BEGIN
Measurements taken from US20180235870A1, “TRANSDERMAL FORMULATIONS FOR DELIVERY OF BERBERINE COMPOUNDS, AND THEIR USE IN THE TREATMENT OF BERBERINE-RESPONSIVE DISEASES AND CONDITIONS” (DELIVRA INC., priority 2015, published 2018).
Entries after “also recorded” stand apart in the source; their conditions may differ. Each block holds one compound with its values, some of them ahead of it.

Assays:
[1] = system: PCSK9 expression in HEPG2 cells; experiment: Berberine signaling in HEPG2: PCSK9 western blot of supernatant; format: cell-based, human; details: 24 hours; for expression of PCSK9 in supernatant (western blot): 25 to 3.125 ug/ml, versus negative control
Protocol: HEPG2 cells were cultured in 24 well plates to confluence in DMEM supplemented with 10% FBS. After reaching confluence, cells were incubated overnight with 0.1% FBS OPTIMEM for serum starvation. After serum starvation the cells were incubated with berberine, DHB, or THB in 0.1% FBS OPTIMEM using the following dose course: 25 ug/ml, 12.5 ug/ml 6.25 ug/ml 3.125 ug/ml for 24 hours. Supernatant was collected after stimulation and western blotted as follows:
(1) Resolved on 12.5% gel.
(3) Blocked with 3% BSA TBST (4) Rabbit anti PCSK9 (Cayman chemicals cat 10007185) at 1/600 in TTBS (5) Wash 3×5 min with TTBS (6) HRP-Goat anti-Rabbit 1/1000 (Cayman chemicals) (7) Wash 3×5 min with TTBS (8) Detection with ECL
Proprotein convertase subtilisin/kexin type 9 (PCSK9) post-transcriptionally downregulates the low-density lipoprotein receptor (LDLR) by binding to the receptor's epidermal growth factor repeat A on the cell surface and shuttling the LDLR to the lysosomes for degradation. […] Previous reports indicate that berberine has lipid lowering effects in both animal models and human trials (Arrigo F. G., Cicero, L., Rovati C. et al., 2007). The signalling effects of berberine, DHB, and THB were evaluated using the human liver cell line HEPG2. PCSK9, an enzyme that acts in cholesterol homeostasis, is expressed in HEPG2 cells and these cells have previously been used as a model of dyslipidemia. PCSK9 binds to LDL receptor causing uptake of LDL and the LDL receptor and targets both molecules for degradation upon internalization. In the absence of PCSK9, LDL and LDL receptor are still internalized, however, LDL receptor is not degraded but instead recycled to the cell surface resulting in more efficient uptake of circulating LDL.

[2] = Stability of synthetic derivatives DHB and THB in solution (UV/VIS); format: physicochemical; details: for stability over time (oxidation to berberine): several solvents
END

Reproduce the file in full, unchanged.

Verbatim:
Measurements taken from US20180235870A1, “TRANSDERMAL FORMULATIONS FOR DELIVERY OF BERBERINE COMPOUNDS, AND THEIR USE IN THE TREATMENT OF BERBERINE-RESPONSIVE DISEASES AND CONDITIONS” (DELIVRA INC., priority 2015, published 2018).
Entries after “also recorded” stand apart in the source; their conditions may differ. Each block holds one compound with its values, some of them ahead of it.

Assays:
[1] = system: PCSK9 expression in HEPG2 cells; experiment: Berberine signaling in HEPG2: PCSK9 western blot of supernatant; format: cell-based, human; details: 24 hours; for expression of PCSK9 in supernatant (western blot): 25 to 3.125 ug/ml, versus negative control
Protocol: HEPG2 cells were cultured in 24 well plates to confluence in DMEM supplemented with 10% FBS. After reaching confluence, cells were incubated overnight with 0.1% FBS OPTIMEM for serum starvation. After serum starvation the cells were incubated with berberine, DHB, or THB in 0.1% FBS OPTIMEM using the following dose course: 25 ug/ml, 12.5 ug/ml 6.25 ug/ml 3.125 ug/ml for 24 hours. Supernatant was collected after stimulation and western blotted as follows:
(1) Resolved on 12.5% gel.
(3) Blocked with 3% BSA TBST (4) Rabbit anti PCSK9 (Cayman chemicals cat 10007185) at 1/600 in TTBS (5) Wash 3×5 min with TTBS (6) HRP-Goat anti-Rabbit 1/1000 (Cayman chemicals) (7) Wash 3×5 min with TTBS (8) Detection with ECL
Proprotein convertase subtilisin/kexin type 9 (PCSK9) post-transcriptionally downregulates the low-density lipoprotein receptor (LDLR) by binding to the receptor's epidermal growth factor repeat A on the cell surface and shuttling the LDLR to the lysosomes for degradation. […] Previous reports indicate that berberine has lipid lowering effects in both animal models and human trials (Arrigo F. G., Cicero, L., Rovati C. et al., 2007). The signalling effects of berberine, DHB, and THB were evaluated using the human liver cell line HEPG2. PCSK9, an enzyme that acts in cholesterol homeostasis, is expressed in HEPG2 cells and these cells have previously been used as a model of dyslipidemia. PCSK9 binds to LDL receptor causing uptake of LDL and the LDL receptor and targets both molecules for degradation upon internalization. In the absence of PCSK9, LDL and LDL receptor are still internalized, however, LDL receptor is not degraded but instead recycled to the cell surface resulting in more efficient uptake of circulating LDL.

[2] = Stability of synthetic derivatives DHB and THB in solution (UV/VIS); format: physicochemical; details: for stability over time (oxidation to berberine): several solvents